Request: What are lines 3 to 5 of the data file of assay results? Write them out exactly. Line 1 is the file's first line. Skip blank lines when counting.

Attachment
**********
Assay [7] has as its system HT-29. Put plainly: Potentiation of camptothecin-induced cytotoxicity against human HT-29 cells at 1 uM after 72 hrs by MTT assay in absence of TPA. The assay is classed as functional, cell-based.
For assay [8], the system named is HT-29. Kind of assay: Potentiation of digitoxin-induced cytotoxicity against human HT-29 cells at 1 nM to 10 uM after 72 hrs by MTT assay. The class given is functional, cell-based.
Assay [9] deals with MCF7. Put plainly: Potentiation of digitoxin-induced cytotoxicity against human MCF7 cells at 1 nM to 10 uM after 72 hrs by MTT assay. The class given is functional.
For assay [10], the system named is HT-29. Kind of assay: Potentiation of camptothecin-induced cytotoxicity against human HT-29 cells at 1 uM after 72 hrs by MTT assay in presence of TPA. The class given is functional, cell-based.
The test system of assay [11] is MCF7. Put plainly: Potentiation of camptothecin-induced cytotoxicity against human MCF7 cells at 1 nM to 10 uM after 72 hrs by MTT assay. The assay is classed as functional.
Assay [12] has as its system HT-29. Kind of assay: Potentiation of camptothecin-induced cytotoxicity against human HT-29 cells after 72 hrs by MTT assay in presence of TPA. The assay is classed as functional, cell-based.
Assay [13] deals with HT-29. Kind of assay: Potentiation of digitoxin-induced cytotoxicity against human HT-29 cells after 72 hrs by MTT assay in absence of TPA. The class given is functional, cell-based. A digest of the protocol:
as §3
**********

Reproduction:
Assay [9] deals with MCF7. Put plainly: Potentiation of digitoxin-induced cytotoxicity against human MCF7 cells at 1 nM to 10 uM after 72 hrs by MTT assay. The class given is functional.
For assay [10], the system named is HT-29. Kind of assay: Potentiation of camptothecin-induced cytotoxicity against human HT-29 cells at 1 uM after 72 hrs by MTT assay in presence of TPA. The class given is functional, cell-based.
The test system of assay [11] is MCF7. Put plainly: Potentiation of camptothecin-induced cytotoxicity against human MCF7 cells at 1 nM to 10 uM after 72 hrs by MTT assay. The assay is classed as functional.